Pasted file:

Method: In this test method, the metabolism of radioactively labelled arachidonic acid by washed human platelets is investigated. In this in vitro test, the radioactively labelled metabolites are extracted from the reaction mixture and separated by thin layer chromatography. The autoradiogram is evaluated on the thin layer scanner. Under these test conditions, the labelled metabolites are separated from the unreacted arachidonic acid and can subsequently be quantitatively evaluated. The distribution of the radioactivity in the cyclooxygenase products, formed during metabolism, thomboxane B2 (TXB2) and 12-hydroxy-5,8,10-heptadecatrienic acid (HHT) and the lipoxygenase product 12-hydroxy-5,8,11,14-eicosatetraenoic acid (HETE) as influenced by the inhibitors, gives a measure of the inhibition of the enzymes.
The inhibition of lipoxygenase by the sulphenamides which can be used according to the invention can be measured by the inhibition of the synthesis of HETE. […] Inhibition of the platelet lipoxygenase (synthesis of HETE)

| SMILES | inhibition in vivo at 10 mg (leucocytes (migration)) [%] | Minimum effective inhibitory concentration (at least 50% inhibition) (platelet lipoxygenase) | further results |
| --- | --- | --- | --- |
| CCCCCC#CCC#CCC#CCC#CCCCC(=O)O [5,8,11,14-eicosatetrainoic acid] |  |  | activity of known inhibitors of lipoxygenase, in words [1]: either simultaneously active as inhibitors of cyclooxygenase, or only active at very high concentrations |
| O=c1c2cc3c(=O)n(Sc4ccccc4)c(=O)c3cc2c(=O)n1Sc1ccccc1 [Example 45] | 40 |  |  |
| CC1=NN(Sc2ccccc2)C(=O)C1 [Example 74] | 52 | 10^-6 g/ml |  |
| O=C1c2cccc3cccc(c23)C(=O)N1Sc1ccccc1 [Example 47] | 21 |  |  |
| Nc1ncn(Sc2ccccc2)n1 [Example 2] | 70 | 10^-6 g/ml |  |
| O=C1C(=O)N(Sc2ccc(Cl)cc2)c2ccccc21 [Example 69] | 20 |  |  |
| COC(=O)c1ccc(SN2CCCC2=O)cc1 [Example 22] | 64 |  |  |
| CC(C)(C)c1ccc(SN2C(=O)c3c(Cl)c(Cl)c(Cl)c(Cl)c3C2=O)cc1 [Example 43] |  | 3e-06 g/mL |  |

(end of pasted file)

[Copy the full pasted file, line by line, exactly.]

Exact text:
Method: In this test method, the metabolism of radioactively labelled arachidonic acid by washed human platelets is investigated. In this in vitro test, the radioactively labelled metabolites are extracted from the reaction mixture and separated by thin layer chromatography. The autoradiogram is evaluated on the thin layer scanner. Under these test conditions, the labelled metabolites are separated from the unreacted arachidonic acid and can subsequently be quantitatively evaluated. The distribution of the radioactivity in the cyclooxygenase products, formed during metabolism, thomboxane B2 (TXB2) and 12-hydroxy-5,8,10-heptadecatrienic acid (HHT) and the lipoxygenase product 12-hydroxy-5,8,11,14-eicosatetraenoic acid (HETE) as influenced by the inhibitors, gives a measure of the inhibition of the enzymes.
The inhibition of lipoxygenase by the sulphenamides which can be used according to the invention can be measured by the inhibition of the synthesis of HETE. […] Inhibition of the platelet lipoxygenase (synthesis of HETE)

| SMILES | inhibition in vivo at 10 mg (leucocytes (migration)) [%] | Minimum effective inhibitory concentration (at least 50% inhibition) (platelet lipoxygenase) | further results |
| --- | --- | --- | --- |
| CCCCCC#CCC#CCC#CCC#CCCCC(=O)O [5,8,11,14-eicosatetrainoic acid] |  |  | activity of known inhibitors of lipoxygenase, in words [1]: either simultaneously active as inhibitors of cyclooxygenase, or only active at very high concentrations |
| O=c1c2cc3c(=O)n(Sc4ccccc4)c(=O)c3cc2c(=O)n1Sc1ccccc1 [Example 45] | 40 |  |  |
| CC1=NN(Sc2ccccc2)C(=O)C1 [Example 74] | 52 | 10^-6 g/ml |  |
| O=C1c2cccc3cccc(c23)C(=O)N1Sc1ccccc1 [Example 47] | 21 |  |  |
| Nc1ncn(Sc2ccccc2)n1 [Example 2] | 70 | 10^-6 g/ml |  |
| O=C1C(=O)N(Sc2ccc(Cl)cc2)c2ccccc21 [Example 69] | 20 |  |  |
| COC(=O)c1ccc(SN2CCCC2=O)cc1 [Example 22] | 64 |  |  |
| CC(C)(C)c1ccc(SN2C(=O)c3c(Cl)c(Cl)c(Cl)c(Cl)c3C2=O)cc1 [Example 43] |  | 3e-06 g/mL |  |